Contract Law & Employee Handbooks

Contract Law & Employee Handbooks

Employment law is always changing, and as businesses try to plan for the future faced with real world uncertainties it is important not to overlook the mundane but essential matters such as updating employment contracts and employee handbooks to ensure your company is fully compliant with any changes in the law

These documents are also incredibly useful methods of communicating key information to employees, and building a strong ‘psychological contract’ and trust between employees and your business at the beginning of the employment relationship

Recent Changes

Employees (and workers) taken on from 6th April 2020 are entitled to a written statement of terms and conditions of employment from day one of their employment (previously this was within two months of employment)  

The mandatory information that must be included in the written statement of terms has been extended to include details such as any probationary periods, details of paid leave entitlements, how shift patterns may vary, which additional benefits are provided (or if none are provided), and any training which is provided

Clauses that prevent a zero-hours contract worker from working for another business are void and not enforceable. Following a recent consultation, the government proposes to extend this ‘exclusivity clause’ ban to the contracts of other lower income workers (whose guaranteed income either equals or is less than the Lower Earnings Limit, which is currently £123 per week). This means that lower income workers will be able to supplement their income by having additional jobs (which will also affect your company’s obligations to managing the employee’s compliance to the Working Time Directive and Health & Safety laws)

This will provide any lower income workers who are dismissed or treated unfavourably because they refuse to comply with an exclusivity clause the opportunity to bring a claim of unfair dismissal, or having suffered a detriment, at an employment tribunal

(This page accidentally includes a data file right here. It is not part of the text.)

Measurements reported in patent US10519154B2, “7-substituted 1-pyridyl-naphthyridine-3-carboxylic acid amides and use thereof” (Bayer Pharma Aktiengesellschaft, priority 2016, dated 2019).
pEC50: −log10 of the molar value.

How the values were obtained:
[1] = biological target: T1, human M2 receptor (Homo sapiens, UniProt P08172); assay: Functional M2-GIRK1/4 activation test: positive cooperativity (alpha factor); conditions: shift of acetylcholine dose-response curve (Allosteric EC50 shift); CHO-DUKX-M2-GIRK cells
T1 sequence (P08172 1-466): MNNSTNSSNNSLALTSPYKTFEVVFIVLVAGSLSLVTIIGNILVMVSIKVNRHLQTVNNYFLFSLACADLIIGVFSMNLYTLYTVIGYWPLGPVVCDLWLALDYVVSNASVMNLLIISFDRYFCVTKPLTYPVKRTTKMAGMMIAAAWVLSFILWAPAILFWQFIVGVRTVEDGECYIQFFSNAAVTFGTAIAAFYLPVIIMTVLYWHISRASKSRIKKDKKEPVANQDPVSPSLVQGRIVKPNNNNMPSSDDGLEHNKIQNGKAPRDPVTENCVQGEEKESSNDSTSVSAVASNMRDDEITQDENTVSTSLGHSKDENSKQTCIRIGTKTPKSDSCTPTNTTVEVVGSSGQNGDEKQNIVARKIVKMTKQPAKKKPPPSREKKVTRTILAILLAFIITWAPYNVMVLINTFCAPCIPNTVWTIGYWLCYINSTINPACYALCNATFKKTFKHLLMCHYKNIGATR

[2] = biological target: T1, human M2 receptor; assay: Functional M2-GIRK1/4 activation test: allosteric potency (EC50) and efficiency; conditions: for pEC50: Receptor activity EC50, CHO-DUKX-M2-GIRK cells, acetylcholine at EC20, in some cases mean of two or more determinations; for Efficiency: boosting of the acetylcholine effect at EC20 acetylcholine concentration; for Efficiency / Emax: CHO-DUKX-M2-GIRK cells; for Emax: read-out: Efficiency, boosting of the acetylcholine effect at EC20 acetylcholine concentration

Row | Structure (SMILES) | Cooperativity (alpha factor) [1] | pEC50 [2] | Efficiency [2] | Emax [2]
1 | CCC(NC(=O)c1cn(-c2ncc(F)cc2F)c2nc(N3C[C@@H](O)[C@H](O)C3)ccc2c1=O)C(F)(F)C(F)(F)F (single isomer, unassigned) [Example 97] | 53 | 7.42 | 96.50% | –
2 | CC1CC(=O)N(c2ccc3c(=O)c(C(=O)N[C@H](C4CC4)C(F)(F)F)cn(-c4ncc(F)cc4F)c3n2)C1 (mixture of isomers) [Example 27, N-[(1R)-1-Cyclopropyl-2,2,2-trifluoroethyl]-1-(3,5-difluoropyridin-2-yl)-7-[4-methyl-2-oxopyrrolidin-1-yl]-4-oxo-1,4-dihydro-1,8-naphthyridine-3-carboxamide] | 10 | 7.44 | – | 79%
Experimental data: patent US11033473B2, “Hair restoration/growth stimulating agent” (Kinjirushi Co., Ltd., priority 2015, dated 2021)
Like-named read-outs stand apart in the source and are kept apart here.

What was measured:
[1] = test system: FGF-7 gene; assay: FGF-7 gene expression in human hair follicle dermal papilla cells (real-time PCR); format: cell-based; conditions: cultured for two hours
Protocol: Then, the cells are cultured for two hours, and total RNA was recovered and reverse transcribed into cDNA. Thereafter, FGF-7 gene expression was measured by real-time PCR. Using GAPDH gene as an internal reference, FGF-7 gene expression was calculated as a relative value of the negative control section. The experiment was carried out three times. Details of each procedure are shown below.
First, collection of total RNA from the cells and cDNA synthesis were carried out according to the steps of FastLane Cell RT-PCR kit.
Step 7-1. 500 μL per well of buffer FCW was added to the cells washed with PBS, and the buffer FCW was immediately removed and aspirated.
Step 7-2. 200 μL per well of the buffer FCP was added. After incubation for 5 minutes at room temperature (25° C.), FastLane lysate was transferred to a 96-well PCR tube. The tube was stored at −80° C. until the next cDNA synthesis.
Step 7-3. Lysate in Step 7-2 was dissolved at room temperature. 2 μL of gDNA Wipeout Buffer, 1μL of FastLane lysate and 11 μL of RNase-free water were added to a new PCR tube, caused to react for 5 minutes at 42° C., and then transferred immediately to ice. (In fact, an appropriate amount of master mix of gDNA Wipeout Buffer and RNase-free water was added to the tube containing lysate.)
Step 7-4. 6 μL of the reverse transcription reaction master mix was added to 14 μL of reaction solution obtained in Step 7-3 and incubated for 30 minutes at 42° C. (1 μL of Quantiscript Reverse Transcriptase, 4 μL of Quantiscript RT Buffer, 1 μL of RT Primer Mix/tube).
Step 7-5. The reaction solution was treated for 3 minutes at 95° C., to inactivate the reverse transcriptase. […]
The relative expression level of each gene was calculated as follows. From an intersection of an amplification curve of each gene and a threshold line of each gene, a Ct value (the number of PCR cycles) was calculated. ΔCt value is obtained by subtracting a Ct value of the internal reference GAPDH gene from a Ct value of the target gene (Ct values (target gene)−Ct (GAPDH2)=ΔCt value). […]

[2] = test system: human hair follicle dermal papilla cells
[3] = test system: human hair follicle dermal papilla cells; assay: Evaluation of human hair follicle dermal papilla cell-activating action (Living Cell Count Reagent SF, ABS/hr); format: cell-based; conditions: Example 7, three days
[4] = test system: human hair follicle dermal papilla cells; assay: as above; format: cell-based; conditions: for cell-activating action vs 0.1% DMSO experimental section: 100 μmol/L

The risks from not having legally compliant contracts, offer of employment letters and employee handbooks

If you cannot provide the required written statement of terms and conditions of employment (detailing all of the required information) then an employee may bring a claim for failure to provide a written statement alongside any other claims at a tribunal, with a potential compensatory award of up to four weeks’ basic pay

If you have outdated or illegal terms or clauses in a contract then an employee could make claims for wrongful dismissal, breach of contract, discrimination, harassment, or unfair and constructive dismissal at a tribunal (depending on the action taken in relation to the contract) with large sums of money potentially awarded in compensation

If your business has grown and evolved since first implementing an employee handbook it is likely the information it contains needs reviewing and updating too. It is important that the information contained in a handbook accurately reflects the actual policies and procedures in the company both to protect your business from tribunal claims, and so that new employees see a coherent and reliable source of information they can rely on

Make sure you have a fully compliant Company / Employee Handbook and Employment Contract 

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